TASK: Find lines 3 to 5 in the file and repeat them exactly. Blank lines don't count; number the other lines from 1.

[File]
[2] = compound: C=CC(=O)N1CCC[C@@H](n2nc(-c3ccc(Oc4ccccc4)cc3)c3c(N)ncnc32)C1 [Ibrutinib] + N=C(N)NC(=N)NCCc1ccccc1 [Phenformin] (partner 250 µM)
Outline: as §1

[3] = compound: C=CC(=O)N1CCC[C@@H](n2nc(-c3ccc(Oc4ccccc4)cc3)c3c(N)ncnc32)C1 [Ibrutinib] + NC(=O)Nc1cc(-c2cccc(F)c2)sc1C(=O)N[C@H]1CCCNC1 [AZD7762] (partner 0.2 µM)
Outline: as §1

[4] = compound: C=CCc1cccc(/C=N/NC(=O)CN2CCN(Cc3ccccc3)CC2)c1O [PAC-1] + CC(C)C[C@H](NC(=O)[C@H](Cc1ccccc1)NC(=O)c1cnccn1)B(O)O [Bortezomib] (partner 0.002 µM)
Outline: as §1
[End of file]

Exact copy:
[3] = compound: C=CC(=O)N1CCC[C@@H](n2nc(-c3ccc(Oc4ccccc4)cc3)c3c(N)ncnc32)C1 [Ibrutinib] + NC(=O)Nc1cc(-c2cccc(F)c2)sc1C(=O)N[C@H]1CCCNC1 [AZD7762] (partner 0.2 µM)
Outline: as §1

[4] = compound: C=CCc1cccc(/C=N/NC(=O)CN2CCN(Cc3ccccc3)CC2)c1O [PAC-1] + CC(C)C[C@H](NC(=O)[C@H](Cc1ccccc1)NC(=O)c1cnccn1)B(O)O [Bortezomib] (partner 0.002 µM)